Connecting Acceleration, Time, and Displacement in Physics Problems

By Steven Holzner

You know that you can relate velocity with displacement and time. And you know that you can relate velocity and time to get acceleration. You also can relate displacement with acceleration and time:

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If you don’t start off at zero velocity, you use this equation:

image1.jpg

Sample question

  1. You climb into your drag racer, waving nonchalantly at the cheering crowd. You look down the quarter-mile track, and suddenly the flag goes down. You’re off, getting a tremendous kick from behind as the car accelerates quickly. A brief 5.5 seconds later, you pass the end of the course and pop the chute.

    You know the distance you went: 0.25 miles, or about 402 meters. And you know the time it took: 5.5seconds. So just how hard was the kick you got — the acceleration — when you blasted down the track?

    26.6 m/s2

    1. You know

      image2.jpg

      You can rearrange this equation with a little algebra (just divide both sides by t2 and multiply by 2) to get

      image3.jpg

    2. Plugging in the numbers, you get

      image4.jpg

      What’s 26.6 meters/second2 in more understandable terms? The acceleration due to gravity, g, is 9.8 meters/second2, so this is about 2.7g. And that’s quite a kick.

Practice questions

  1. The light turns green, and you accelerate at 10.0 m/s2. After 5.00 seconds, how far have you traveled?

  2. A stone drops under the influence of gravity, 9.8 m/s2. How far does it drop in 1.2 seconds?

  3. A car is going 60.0 miles per hour and accelerating at 10.0 miles per hour2. How far does it go in 1.0 hour?

  4. A motorcycle is going 60 miles per hour, and accelerating at -60 miles per hour2. How far does it go in 1 hour?

  5. An eagle starts at a speed of 50.0 m/s and, accelerating at -10.0 m/s2, comes to rest on a peak 5.00 seconds later. How far is the peak from the eagle’s original position?

  6. A trailer breaks loose from its truck on a steep incline. If the truck was moving uphill at 20.0 m/s when the trailer broke loose, and the trailer accelerates down the hill at 10.0 m/s2, how far downhill does the trailer go after 10.0 seconds?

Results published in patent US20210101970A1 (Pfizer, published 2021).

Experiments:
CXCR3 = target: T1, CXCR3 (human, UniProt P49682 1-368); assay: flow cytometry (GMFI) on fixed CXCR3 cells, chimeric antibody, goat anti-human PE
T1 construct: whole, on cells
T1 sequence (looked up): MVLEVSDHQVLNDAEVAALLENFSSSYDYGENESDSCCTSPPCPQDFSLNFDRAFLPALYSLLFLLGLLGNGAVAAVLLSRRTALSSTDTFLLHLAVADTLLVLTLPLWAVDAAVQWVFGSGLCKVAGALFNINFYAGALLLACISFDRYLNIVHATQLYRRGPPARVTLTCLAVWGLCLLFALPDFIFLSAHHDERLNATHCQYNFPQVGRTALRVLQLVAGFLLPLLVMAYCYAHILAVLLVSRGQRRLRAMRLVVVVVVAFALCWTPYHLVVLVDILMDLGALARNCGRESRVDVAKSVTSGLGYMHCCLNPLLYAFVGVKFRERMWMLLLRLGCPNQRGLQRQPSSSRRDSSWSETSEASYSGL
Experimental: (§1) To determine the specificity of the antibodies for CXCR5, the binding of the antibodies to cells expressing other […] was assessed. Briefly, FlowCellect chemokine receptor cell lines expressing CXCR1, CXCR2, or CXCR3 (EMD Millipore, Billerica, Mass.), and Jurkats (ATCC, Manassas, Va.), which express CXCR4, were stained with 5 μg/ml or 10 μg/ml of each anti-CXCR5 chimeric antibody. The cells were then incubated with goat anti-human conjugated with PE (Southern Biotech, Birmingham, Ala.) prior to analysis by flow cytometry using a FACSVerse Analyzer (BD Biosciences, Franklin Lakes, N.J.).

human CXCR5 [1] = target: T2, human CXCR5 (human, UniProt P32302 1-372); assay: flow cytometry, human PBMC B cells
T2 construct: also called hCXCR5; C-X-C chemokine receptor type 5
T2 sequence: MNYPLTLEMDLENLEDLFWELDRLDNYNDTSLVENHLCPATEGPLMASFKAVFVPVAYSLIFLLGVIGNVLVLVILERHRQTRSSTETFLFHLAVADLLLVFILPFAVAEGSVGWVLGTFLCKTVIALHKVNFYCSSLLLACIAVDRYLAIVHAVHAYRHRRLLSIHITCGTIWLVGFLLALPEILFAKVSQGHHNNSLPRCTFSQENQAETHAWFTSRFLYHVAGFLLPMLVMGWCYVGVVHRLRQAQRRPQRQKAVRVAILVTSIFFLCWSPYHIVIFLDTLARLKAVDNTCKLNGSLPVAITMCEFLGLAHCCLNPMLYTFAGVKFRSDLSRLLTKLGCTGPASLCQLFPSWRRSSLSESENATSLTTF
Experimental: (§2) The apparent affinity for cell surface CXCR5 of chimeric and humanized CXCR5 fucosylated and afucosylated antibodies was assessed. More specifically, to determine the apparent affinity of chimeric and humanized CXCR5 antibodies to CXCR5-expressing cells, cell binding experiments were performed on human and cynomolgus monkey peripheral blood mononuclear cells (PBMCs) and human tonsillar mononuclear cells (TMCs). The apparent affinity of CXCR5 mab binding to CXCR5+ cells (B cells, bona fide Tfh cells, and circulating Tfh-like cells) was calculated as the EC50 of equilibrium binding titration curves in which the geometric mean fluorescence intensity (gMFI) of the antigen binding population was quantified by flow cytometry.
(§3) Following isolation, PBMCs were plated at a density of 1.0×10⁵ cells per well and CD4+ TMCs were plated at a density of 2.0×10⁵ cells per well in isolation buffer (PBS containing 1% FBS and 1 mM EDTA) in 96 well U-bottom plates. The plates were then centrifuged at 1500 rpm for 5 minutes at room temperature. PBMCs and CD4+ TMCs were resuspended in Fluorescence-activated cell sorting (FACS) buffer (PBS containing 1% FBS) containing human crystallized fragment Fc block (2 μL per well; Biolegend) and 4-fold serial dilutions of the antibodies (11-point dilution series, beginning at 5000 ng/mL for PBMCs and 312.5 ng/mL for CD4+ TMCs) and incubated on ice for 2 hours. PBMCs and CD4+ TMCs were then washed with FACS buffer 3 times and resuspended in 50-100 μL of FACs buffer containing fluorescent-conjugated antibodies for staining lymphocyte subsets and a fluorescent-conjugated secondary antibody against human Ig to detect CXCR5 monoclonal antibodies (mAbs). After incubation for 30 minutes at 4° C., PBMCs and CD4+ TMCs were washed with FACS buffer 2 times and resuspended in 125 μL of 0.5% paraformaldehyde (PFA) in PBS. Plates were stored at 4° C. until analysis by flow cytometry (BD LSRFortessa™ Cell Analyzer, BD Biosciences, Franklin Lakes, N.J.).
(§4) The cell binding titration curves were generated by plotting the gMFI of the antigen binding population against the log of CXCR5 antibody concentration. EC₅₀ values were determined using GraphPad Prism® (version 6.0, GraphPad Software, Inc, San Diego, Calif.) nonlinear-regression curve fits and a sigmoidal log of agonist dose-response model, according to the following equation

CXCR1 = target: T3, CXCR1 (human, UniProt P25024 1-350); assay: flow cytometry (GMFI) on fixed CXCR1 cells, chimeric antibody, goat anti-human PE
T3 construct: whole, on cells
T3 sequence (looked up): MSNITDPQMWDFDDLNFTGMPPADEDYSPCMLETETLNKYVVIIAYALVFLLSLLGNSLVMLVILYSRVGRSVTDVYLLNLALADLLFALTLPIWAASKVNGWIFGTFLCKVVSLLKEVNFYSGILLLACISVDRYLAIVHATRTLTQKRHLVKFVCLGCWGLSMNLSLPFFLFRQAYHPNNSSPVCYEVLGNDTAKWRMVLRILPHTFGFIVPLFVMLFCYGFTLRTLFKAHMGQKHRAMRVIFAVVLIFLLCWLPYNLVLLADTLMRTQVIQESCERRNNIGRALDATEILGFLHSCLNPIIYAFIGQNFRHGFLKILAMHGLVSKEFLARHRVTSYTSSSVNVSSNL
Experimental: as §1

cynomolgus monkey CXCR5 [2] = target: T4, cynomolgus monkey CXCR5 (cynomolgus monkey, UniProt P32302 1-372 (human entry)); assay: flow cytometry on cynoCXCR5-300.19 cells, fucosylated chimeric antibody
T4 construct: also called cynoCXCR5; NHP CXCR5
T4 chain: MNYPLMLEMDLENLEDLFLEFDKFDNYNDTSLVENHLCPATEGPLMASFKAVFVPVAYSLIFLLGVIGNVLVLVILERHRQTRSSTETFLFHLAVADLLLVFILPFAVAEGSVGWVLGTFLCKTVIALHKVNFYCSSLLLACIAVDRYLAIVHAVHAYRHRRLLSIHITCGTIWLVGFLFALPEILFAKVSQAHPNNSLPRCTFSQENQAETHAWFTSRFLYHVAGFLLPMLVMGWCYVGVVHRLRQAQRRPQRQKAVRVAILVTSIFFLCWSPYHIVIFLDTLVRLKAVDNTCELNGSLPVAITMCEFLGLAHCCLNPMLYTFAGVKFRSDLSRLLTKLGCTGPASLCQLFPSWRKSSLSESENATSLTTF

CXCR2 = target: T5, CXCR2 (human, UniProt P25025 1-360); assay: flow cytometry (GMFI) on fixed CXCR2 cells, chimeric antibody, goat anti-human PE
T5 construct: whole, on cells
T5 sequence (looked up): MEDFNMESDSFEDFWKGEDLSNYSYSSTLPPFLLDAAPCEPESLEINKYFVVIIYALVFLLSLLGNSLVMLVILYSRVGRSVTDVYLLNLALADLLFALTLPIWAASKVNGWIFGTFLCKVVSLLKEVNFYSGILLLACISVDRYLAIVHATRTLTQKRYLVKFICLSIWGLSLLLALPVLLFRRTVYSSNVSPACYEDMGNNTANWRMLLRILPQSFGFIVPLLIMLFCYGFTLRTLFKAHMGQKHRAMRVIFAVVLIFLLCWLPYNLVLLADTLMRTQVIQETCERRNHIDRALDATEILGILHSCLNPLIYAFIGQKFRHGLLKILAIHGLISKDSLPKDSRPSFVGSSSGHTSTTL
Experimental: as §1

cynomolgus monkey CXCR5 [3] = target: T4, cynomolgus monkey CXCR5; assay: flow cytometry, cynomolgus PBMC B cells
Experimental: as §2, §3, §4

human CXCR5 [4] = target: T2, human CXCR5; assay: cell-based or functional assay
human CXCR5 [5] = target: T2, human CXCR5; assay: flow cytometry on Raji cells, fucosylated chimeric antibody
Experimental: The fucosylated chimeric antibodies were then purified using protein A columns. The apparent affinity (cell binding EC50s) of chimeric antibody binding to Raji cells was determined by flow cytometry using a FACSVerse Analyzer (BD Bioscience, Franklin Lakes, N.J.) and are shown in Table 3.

7. A block of wood is shooting down a track at 10.0 m/s and is slowing down because of friction. If it comes to rest in 20.0 seconds, what is its acceleration, in meters per second2?

  8. A minivan puts on the brakes and comes to a stop in 3.0 seconds. If the acceleration is 4.0 m/s2, how far does the minivan travel, in meters, before stopping?

Following are answers to the practice questions:

  1. 125 meters

    1. You want to relate distance to acceleration and time, so use this equation:

      image5.jpg

    2. Plug in the numbers:

      image6.jpg

  2. –7.06 meters (that’s 7.06 meters downward)

    1. To relate distance to acceleration and time, you use this equation:

      image7.jpg

    2. Substitute the numbers:

      image8.jpg

  3. 65 miles

    1. To relate distance to speed, acceleration, and time, you use this equation:

      image9.jpg

    2. Plug in the numbers:

      image10.jpg

  4. 30 miles

    1. You want to relate distance to speed, acceleration, and time, so you use this equation:

      image11.jpg

    2. Plug in the numbers:

      image12.jpg

  5. 125 meters

    1. To connect distance with speed, acceleration, and time, you use this equation:

      image13.jpg

    2. Plug in the numbers:

      image14.jpg

  6. –300 meters (300 m down the hill)

    1. To relate acceleration to speed and time, use this equation:

      image15.jpg

    2. Plug in the numbers:

      image16.jpg

  7. –5.00 x 10–1 m/s2

    1. To relate acceleration to speed and time, use this equation:

      image17.jpg

    2. Plug in the numbers:

      image18.jpg

  8. 18 meters

    1. To relate acceleration to velocity and time, use this equation:

      image19.jpg

    2. Solve for v0:

      image20.jpg

    3. Plug in the numbers:

      image21.jpg